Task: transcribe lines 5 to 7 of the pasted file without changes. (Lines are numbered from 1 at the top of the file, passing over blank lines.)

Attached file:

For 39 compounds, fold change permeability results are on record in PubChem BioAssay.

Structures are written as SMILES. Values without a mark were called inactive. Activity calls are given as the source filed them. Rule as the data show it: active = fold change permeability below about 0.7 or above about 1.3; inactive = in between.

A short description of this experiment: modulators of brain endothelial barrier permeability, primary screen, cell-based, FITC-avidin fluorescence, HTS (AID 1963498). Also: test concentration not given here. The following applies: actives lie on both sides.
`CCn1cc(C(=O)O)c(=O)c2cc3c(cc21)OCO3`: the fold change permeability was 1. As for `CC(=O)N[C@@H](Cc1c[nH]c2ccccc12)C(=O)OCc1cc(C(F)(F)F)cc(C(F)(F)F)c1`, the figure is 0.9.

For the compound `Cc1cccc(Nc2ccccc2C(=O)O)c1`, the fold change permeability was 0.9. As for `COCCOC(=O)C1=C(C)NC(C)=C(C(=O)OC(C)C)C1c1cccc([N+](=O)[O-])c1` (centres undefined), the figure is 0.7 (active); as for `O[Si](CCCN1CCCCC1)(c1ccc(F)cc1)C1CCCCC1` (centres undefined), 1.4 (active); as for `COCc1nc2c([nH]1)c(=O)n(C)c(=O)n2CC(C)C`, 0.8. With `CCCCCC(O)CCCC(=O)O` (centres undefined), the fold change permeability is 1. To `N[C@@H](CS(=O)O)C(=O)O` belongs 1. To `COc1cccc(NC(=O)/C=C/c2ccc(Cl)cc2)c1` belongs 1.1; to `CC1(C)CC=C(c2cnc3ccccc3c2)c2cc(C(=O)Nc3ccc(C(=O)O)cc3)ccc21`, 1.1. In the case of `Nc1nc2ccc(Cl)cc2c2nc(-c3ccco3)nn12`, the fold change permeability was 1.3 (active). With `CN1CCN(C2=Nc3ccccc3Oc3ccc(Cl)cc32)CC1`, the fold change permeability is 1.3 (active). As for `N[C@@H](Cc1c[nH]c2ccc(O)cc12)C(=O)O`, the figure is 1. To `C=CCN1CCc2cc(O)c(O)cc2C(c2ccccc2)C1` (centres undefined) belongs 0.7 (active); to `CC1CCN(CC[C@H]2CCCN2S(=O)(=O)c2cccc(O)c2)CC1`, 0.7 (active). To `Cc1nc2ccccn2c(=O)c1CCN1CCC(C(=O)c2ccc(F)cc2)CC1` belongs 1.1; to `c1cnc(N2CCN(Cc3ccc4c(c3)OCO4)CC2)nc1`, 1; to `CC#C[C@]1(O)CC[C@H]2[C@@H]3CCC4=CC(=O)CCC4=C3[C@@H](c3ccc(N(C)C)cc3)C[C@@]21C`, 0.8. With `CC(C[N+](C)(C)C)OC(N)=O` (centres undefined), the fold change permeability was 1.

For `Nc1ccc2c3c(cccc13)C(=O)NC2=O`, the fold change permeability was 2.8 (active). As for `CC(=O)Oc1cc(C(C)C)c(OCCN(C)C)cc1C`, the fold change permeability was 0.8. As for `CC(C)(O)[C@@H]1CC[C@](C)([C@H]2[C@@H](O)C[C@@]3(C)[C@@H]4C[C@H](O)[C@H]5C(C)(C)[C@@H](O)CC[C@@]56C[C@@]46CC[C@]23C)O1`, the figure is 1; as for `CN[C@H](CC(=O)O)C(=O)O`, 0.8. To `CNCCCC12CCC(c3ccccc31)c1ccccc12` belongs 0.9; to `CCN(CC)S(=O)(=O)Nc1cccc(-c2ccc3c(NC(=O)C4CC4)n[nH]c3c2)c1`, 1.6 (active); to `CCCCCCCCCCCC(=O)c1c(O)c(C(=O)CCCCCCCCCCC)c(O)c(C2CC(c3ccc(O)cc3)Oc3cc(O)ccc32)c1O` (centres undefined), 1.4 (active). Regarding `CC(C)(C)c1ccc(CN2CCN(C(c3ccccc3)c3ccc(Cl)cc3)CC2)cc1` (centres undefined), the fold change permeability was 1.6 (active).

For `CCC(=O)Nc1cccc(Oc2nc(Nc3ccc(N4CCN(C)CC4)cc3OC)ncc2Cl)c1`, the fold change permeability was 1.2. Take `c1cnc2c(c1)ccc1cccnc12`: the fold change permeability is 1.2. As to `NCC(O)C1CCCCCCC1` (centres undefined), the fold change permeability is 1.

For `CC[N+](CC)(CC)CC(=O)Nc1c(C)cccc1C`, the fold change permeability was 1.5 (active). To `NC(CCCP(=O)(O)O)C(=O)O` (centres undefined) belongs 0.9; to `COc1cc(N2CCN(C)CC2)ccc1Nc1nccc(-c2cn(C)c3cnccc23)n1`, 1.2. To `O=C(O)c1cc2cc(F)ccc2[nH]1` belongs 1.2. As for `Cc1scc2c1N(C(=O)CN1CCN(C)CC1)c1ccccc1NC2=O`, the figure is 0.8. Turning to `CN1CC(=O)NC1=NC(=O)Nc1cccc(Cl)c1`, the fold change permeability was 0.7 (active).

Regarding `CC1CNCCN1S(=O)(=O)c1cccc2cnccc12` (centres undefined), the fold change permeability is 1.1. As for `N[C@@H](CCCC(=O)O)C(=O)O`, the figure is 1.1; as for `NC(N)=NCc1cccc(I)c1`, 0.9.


For the compound `Cc1cccc(Nc2ccccc2C(=O)O)c1`, the fold change permeability was 0.9. As for `COCCOC(=O)C1=C(C)NC(C)=C(C(=O)OC(C)C)C1c1cccc([N+](=O)[O-])c1` (centres undefined), the figure is 0.7 (active); as for `O[Si](CCCN1CCCCC1)(c1ccc(F)cc1)C1CCCCC1` (centres undefined), 1.4 (active); as for `COCc1nc2c([nH]1)c(=O)n(C)c(=O)n2CC(C)C`, 0.8. With `CCCCCC(O)CCCC(=O)O` (centres undefined), the fold change permeability is 1. To `N[C@@H](CS(=O)O)C(=O)O` belongs 1. To `COc1cccc(NC(=O)/C=C/c2ccc(Cl)cc2)c1` belongs 1.1; to `CC1(C)CC=C(c2cnc3ccccc3c2)c2cc(C(=O)Nc3ccc(C(=O)O)cc3)ccc21`, 1.1. In the case of `Nc1nc2ccc(Cl)cc2c2nc(-c3ccco3)nn12`, the fold change permeability was 1.3 (active). With `CN1CCN(C2=Nc3ccccc3Oc3ccc(Cl)cc32)CC1`, the fold change permeability is 1.3 (active). As for `N[C@@H](Cc1c[nH]c2ccc(O)cc12)C(=O)O`, the figure is 1. To `C=CCN1CCc2cc(O)c(O)cc2C(c2ccccc2)C1` (centres undefined) belongs 0.7 (active); to `CC1CCN(CC[C@H]2CCCN2S(=O)(=O)c2cccc(O)c2)CC1`, 0.7 (active). To `Cc1nc2ccccn2c(=O)c1CCN1CCC(C(=O)c2ccc(F)cc2)CC1` belongs 1.1; to `c1cnc(N2CCN(Cc3ccc4c(c3)OCO4)CC2)nc1`, 1; to `CC#C[C@]1(O)CC[C@H]2[C@@H]3CCC4=CC(=O)CCC4=C3[C@@H](c3ccc(N(C)C)cc3)C[C@@]21C`, 0.8. With `CC(C[N+](C)(C)C)OC(N)=O` (centres undefined), the fold change permeability was 1.

For `Nc1ccc2c3c(cccc13)C(=O)NC2=O`, the fold change permeability was 2.8 (active). As for `CC(=O)Oc1cc(C(C)C)c(OCCN(C)C)cc1C`, the fold change permeability was 0.8. As for `CC(C)(O)[C@@H]1CC[C@](C)([C@H]2[C@@H](O)C[C@@]3(C)[C@@H]4C[C@H](O)[C@H]5C(C)(C)[C@@H](O)CC[C@@]56C[C@@]46CC[C@]23C)O1`, the figure is 1; as for `CN[C@H](CC(=O)O)C(=O)O`, 0.8. To `CNCCCC12CCC(c3ccccc31)c1ccccc12` belongs 0.9; to `CCN(CC)S(=O)(=O)Nc1cccc(-c2ccc3c(NC(=O)C4CC4)n[nH]c3c2)c1`, 1.6 (active); to `CCCCCCCCCCCC(=O)c1c(O)c(C(=O)CCCCCCCCCCC)c(O)c(C2CC(c3ccc(O)cc3)Oc3cc(O)ccc32)c1O` (centres undefined), 1.4 (active). Regarding `CC(C)(C)c1ccc(CN2CCN(C(c3ccccc3)c3ccc(Cl)cc3)CC2)cc1` (centres undefined), the fold change permeability was 1.6 (active).

For `CCC(=O)Nc1cccc(Oc2nc(Nc3ccc(N4CCN(C)CC4)cc3OC)ncc2Cl)c1`, the fold change permeability was 1.2. Take `c1cnc2c(c1)ccc1cccnc12`: the fold change permeability is 1.2. As to `NCC(O)C1CCCCCCC1` (centres undefined), the fold change permeability is 1.